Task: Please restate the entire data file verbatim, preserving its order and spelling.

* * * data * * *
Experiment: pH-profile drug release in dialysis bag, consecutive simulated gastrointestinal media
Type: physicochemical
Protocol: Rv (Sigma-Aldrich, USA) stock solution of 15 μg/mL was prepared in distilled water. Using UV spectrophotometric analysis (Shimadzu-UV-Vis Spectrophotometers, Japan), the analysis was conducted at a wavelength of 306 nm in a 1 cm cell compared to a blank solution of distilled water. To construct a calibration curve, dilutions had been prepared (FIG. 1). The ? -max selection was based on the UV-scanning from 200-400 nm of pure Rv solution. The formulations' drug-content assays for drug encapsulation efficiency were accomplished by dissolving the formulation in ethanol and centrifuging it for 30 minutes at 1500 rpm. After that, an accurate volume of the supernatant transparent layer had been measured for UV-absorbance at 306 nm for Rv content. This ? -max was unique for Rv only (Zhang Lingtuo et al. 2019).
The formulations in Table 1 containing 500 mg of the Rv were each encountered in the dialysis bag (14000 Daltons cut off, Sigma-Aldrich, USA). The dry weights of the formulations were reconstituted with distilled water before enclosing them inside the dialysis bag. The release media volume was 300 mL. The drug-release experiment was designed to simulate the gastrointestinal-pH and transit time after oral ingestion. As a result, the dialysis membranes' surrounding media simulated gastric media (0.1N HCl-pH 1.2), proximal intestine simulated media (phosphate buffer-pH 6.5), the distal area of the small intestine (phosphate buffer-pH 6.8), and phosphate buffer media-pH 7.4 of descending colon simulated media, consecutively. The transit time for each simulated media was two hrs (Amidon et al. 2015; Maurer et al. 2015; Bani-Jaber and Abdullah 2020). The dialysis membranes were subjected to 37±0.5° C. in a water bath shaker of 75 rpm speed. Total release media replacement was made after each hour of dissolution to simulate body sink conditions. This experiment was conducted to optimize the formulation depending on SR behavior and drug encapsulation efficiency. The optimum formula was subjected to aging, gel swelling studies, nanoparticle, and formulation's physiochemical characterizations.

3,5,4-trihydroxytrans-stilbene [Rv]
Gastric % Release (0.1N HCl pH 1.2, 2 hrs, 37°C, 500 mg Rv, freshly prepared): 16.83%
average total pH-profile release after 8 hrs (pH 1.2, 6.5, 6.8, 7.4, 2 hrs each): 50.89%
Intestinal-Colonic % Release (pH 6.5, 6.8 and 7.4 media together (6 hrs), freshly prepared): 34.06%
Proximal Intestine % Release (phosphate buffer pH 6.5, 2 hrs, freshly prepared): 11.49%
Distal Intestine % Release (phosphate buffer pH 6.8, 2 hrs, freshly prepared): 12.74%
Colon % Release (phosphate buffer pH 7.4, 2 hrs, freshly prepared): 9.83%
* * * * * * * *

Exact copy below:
Experiment: pH-profile drug release in dialysis bag, consecutive simulated gastrointestinal media
Type: physicochemical
Protocol: Rv (Sigma-Aldrich, USA) stock solution of 15 μg/mL was prepared in distilled water. Using UV spectrophotometric analysis (Shimadzu-UV-Vis Spectrophotometers, Japan), the analysis was conducted at a wavelength of 306 nm in a 1 cm cell compared to a blank solution of distilled water. To construct a calibration curve, dilutions had been prepared (FIG. 1). The ? -max selection was based on the UV-scanning from 200-400 nm of pure Rv solution. The formulations' drug-content assays for drug encapsulation efficiency were accomplished by dissolving the formulation in ethanol and centrifuging it for 30 minutes at 1500 rpm. After that, an accurate volume of the supernatant transparent layer had been measured for UV-absorbance at 306 nm for Rv content. This ? -max was unique for Rv only (Zhang Lingtuo et al. 2019).
The formulations in Table 1 containing 500 mg of the Rv were each encountered in the dialysis bag (14000 Daltons cut off, Sigma-Aldrich, USA). The dry weights of the formulations were reconstituted with distilled water before enclosing them inside the dialysis bag. The release media volume was 300 mL. The drug-release experiment was designed to simulate the gastrointestinal-pH and transit time after oral ingestion. As a result, the dialysis membranes' surrounding media simulated gastric media (0.1N HCl-pH 1.2), proximal intestine simulated media (phosphate buffer-pH 6.5), the distal area of the small intestine (phosphate buffer-pH 6.8), and phosphate buffer media-pH 7.4 of descending colon simulated media, consecutively. The transit time for each simulated media was two hrs (Amidon et al. 2015; Maurer et al. 2015; Bani-Jaber and Abdullah 2020). The dialysis membranes were subjected to 37±0.5° C. in a water bath shaker of 75 rpm speed. Total release media replacement was made after each hour of dissolution to simulate body sink conditions. This experiment was conducted to optimize the formulation depending on SR behavior and drug encapsulation efficiency. The optimum formula was subjected to aging, gel swelling studies, nanoparticle, and formulation's physiochemical characterizations.

3,5,4-trihydroxytrans-stilbene [Rv]
Gastric % Release (0.1N HCl pH 1.2, 2 hrs, 37°C, 500 mg Rv, freshly prepared): 16.83%
average total pH-profile release after 8 hrs (pH 1.2, 6.5, 6.8, 7.4, 2 hrs each): 50.89%
Intestinal-Colonic % Release (pH 6.5, 6.8 and 7.4 media together (6 hrs), freshly prepared): 34.06%
Proximal Intestine % Release (phosphate buffer pH 6.5, 2 hrs, freshly prepared): 11.49%
Distal Intestine % Release (phosphate buffer pH 6.8, 2 hrs, freshly prepared): 12.74%
Colon % Release (phosphate buffer pH 7.4, 2 hrs, freshly prepared): 9.83%